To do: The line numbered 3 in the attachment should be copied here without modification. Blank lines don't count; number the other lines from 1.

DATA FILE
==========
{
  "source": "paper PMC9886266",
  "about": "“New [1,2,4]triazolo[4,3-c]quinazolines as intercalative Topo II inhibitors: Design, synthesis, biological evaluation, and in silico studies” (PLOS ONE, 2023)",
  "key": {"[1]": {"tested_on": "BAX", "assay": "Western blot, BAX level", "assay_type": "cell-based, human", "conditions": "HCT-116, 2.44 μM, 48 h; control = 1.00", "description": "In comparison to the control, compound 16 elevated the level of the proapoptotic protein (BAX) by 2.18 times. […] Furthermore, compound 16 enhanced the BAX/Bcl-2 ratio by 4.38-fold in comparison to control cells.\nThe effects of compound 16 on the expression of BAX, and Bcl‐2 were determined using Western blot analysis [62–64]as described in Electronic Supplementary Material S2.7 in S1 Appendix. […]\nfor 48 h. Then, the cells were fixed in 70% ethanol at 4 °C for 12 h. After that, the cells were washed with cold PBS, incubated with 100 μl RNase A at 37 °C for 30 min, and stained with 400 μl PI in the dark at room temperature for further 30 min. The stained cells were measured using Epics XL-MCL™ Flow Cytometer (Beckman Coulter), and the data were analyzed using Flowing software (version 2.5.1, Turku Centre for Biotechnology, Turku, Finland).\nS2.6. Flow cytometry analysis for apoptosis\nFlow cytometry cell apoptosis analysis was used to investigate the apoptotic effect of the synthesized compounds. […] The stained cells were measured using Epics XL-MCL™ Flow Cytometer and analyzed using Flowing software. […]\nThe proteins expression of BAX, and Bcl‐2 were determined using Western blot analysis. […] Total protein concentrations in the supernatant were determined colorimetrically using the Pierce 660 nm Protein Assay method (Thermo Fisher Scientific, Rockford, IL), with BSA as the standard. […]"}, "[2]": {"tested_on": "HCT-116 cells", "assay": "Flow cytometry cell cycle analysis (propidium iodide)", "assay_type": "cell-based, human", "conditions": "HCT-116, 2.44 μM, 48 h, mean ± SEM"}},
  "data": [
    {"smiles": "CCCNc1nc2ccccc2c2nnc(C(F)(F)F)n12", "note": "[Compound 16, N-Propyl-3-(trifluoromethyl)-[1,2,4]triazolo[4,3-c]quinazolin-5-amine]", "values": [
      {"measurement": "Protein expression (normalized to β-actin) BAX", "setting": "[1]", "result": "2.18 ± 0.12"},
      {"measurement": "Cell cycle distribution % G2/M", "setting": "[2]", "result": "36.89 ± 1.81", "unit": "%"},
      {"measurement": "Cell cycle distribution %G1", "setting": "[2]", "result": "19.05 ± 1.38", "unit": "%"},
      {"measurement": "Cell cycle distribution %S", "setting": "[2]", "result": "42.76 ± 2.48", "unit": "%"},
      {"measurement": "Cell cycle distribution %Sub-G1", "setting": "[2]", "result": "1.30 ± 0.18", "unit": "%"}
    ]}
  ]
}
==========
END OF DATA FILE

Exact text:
  "about": "“New [1,2,4]triazolo[4,3-c]quinazolines as intercalative Topo II inhibitors: Design, synthesis, biological evaluation, and in silico studies” (PLOS ONE, 2023)",